|DNA polymerase type B, organellar and viral|
phi29 dna polymerase, orthorhombic crystal form, ssdna complex
Based on sequence homology, DNA polymerases can be further subdivided into seven different families: A, B, C, D, X, Y, and RT.
Some viruses also encode special DNA polymerases, such as Hepatitis B virus DNA polymerase. These may selectively replicate viral DNA through a variety of mechanisms. Retroviruses encode an unusual DNA polymerase called reverse transcriptase, which is an RNA-dependent DNA polymerase (RdDp). It polymerizes DNA from a template of RNA.
|Family||Types of DNA polymerase||Species||Examples||Feature|
|A||Replicative and Repair Polymerases||Eukaryotic and Prokaryotic||T7 DNA polymerase, Pol I, Pol Î³, Î¸, and Î½||Two exonuclease domains (3'-5' and 5'-3')|
|B||Replicative and Repair Polymerases||Eukaryotic and Prokaryotic||Pol II, Pol B, Pol Î¶, Pol Î±, Î´, and Îµ||3'-5 exonuclease (proofreading); viral ones use protein primer|
|C||Replicative Polymerases||Prokaryotic||Pol III||3'-5 exonuclease (proofreading)|
|D||Replicative Polymerases||Euryarchaeota||PolD (DP1/DP2 heterodimer)||No "hand" feature, RNA polymerase-like; 3'-5 exonuclease (proofreading)|
|X||Replicative and Repair Polymerases||Eukaryotic||Pol Î², Pol Ïƒ, Pol Î», Pol Î¼, and Terminal deoxynucleotidyl transferase||template-independent; 5' phosphatase (only Pol Î²)|
|Y||Replicative and Repair Polymerases||Eukaryotic and Prokaryotic||Pol Î¹, Pol Îº, Pol Î·, Pol IV, and Pol V|
|RT||Replicative and Repair Polymerases||Viruses, Retroviruses, and Eukaryotic||Telomerase, Hepatitis B virus||RNA-dependent|
Prokaryotic polymerases exist in two forms: core polymerase and holoenzyme. Core polymerase synthesizes DNA from the DNA template but it cannot initiate the synthesis alone or accurately. Holoenzyme accurately initiates synthesis.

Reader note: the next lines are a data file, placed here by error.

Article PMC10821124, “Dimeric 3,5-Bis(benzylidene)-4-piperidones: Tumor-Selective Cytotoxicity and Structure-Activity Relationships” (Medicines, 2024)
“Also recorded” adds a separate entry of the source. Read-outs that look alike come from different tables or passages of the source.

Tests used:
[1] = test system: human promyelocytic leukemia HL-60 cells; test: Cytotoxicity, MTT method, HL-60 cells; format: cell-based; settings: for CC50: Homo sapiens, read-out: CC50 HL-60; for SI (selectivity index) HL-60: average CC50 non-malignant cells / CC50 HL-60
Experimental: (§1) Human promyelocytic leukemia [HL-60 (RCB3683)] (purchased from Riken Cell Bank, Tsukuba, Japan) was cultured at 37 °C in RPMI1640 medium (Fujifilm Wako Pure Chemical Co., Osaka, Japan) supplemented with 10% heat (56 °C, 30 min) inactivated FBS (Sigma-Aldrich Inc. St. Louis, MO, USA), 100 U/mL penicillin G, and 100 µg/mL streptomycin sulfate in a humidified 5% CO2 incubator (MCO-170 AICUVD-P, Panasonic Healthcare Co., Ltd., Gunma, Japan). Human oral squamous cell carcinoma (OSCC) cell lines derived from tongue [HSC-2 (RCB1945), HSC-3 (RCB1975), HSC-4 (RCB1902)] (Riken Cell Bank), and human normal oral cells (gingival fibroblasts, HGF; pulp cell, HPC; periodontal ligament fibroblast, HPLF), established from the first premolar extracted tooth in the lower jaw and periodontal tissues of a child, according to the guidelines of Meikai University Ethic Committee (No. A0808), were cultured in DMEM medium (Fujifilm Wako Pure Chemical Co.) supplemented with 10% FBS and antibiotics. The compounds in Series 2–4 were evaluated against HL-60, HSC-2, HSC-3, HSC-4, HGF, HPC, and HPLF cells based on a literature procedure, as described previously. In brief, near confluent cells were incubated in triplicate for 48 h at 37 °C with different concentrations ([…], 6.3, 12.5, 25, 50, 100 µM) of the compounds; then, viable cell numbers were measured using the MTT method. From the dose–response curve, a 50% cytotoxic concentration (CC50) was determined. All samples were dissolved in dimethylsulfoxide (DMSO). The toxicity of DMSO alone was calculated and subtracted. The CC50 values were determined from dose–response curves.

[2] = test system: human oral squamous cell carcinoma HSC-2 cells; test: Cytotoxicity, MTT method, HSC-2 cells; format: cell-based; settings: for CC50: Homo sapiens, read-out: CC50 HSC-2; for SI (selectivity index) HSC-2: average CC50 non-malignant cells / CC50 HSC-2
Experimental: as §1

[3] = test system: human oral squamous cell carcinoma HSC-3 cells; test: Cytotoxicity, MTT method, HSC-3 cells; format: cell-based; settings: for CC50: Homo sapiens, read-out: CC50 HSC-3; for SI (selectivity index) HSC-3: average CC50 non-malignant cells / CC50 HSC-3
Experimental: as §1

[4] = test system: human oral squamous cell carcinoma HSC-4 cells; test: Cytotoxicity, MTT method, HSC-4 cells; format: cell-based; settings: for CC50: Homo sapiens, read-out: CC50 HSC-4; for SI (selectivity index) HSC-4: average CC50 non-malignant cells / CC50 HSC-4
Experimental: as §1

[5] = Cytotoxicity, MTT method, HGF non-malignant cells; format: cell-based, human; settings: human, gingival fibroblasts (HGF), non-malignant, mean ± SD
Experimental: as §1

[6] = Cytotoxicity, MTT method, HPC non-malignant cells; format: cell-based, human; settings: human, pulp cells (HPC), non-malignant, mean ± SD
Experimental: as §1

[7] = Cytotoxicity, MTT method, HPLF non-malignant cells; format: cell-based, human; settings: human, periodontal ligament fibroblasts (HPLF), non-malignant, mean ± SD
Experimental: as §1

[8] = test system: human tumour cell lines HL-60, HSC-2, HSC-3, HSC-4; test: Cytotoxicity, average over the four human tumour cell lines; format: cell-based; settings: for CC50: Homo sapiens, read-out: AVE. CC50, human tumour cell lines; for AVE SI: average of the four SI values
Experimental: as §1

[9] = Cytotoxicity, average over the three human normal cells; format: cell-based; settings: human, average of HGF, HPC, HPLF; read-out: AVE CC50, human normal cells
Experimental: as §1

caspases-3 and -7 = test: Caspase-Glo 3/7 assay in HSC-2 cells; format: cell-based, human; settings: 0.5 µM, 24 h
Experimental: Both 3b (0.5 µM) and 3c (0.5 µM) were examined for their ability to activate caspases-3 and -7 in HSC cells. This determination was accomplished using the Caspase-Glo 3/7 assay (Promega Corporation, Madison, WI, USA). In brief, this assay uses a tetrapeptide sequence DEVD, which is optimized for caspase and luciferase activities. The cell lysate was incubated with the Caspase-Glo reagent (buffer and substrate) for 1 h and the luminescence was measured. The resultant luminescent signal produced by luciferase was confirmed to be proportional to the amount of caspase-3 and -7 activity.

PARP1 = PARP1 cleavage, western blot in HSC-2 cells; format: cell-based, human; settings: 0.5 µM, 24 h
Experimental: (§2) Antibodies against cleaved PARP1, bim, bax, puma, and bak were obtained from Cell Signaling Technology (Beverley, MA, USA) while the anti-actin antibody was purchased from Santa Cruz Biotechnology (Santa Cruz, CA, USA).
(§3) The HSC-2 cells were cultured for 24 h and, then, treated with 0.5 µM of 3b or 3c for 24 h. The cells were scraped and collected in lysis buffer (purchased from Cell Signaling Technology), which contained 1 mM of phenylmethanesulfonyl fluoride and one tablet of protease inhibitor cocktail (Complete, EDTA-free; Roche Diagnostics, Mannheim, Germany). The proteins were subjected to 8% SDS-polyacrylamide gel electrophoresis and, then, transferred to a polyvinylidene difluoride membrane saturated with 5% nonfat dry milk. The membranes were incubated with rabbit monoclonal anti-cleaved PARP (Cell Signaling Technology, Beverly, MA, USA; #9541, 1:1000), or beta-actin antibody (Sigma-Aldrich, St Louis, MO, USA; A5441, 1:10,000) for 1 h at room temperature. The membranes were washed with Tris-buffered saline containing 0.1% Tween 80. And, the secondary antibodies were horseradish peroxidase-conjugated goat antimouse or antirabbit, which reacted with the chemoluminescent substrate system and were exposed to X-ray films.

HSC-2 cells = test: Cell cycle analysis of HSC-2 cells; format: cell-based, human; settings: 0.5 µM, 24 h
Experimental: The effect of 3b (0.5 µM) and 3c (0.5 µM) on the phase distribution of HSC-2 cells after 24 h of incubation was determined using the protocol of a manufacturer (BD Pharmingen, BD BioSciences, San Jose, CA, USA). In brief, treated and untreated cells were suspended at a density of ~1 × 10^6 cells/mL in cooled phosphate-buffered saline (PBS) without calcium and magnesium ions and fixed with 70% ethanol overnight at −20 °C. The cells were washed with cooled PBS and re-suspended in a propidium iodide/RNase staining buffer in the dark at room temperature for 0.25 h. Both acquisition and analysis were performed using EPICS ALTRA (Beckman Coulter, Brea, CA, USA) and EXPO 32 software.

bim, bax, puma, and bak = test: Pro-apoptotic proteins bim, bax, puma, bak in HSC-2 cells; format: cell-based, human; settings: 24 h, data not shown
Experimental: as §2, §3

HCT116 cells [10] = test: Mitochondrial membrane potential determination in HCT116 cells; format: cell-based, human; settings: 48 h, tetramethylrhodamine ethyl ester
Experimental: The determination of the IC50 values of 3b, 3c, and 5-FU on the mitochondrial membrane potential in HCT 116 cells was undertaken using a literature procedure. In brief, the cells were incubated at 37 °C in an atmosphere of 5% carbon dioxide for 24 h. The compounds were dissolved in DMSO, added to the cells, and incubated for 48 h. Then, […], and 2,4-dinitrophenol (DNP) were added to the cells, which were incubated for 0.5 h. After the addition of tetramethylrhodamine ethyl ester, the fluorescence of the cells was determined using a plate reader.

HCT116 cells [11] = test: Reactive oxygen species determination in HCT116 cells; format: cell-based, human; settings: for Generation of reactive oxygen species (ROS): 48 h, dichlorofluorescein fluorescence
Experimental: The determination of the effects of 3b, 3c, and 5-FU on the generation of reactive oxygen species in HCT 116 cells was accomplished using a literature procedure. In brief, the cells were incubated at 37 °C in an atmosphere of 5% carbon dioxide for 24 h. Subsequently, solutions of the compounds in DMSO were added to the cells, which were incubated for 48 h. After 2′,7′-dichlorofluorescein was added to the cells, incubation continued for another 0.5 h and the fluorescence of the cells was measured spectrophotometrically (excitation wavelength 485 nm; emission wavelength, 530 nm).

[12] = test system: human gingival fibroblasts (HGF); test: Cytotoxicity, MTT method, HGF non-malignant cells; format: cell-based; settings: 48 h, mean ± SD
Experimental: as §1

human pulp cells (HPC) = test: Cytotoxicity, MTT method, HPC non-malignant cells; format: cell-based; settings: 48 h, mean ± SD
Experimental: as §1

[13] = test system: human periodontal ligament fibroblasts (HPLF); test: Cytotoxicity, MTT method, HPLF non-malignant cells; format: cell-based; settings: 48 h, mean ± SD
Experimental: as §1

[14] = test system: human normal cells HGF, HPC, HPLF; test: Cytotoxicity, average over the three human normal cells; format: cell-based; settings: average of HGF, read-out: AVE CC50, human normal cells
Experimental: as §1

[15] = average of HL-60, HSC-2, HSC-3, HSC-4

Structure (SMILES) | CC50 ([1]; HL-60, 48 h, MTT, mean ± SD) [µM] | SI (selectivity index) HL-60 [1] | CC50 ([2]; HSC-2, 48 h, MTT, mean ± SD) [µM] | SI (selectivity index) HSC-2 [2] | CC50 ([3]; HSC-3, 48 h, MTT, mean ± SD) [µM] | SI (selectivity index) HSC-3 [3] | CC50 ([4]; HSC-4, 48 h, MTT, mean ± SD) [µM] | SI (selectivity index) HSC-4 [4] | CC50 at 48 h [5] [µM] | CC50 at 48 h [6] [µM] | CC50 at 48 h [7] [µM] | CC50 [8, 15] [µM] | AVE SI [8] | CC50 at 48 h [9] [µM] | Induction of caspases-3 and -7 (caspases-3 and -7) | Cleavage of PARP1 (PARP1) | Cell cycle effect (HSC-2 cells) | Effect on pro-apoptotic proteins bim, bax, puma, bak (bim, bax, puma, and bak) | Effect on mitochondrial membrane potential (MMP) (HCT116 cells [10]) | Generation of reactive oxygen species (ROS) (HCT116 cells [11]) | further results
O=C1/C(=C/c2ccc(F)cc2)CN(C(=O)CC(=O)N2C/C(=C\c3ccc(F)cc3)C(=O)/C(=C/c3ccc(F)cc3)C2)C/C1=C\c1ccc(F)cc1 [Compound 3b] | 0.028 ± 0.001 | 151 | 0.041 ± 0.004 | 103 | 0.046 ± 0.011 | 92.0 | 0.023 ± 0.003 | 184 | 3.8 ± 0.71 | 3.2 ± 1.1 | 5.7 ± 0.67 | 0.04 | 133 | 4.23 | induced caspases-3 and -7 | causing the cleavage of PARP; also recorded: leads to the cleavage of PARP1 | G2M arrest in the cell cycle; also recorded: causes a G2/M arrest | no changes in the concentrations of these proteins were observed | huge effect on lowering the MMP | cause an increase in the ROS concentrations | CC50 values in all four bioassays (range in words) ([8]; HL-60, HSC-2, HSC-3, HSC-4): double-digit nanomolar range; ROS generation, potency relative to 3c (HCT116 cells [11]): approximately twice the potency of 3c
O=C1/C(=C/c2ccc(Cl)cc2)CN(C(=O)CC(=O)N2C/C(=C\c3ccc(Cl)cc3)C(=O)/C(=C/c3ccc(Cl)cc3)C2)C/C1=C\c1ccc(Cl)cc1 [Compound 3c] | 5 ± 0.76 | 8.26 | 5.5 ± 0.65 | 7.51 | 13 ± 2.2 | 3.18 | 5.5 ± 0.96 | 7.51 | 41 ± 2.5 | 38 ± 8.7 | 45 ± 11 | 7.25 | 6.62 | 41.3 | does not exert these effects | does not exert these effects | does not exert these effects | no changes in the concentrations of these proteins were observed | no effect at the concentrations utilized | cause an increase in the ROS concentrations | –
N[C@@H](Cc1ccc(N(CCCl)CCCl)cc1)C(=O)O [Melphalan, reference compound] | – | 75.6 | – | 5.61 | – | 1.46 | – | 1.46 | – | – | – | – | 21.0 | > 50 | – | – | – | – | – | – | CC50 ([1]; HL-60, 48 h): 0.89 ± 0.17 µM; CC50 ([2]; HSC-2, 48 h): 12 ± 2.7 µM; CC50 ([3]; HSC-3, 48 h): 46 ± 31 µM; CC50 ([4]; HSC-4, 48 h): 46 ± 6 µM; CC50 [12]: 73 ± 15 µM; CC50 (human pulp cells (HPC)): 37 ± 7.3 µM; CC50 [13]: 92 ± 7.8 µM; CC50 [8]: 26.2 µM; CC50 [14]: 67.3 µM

Prokaryotic family A polymerases include the DNA polymerase I (Pol I) enzyme, which is encoded by the polA gene and ubiquitous among prokaryotes. This repair polymerase is involved in excision repair with both 3'â€“5' and 5'â€“3' exonuclease activity and processing of Okazaki fragments generated during lagging strand synthesis. Pol I is the most abundant polymerase, accounting for >95% of polymerase activity in E. coli; yet cells lacking Pol I have been found suggesting Pol I activity can be replaced by the other four polymerases. Pol I adds ~15-20 nucleotides per second, thus showing poor processivity. Instead, Pol I starts adding nucleotides at the RNA primer:template junction known as the origin of replication (ori). Approximately 400 bp downstream from the origin, the Pol III holoenzyme is assembled and takes over replication at a highly processive speed and nature.
DNA polymerase II is a family B polymerase encoded by the polB gene. Pol II has 3'â€“5' exonuclease activity and participates in DNA repair, replication restart to bypass lesions, and its cell presence can jump from ~30-50 copies per cell to ~200â€“300 during SOS induction. Pol II is also thought to be a backup to Pol III as it can interact with holoenzyme proteins and assume a high level of processivity. The main role of Pol II is thought to be the ability to direct polymerase activity at the replication fork and helped stalled Pol III bypass terminal mismatches.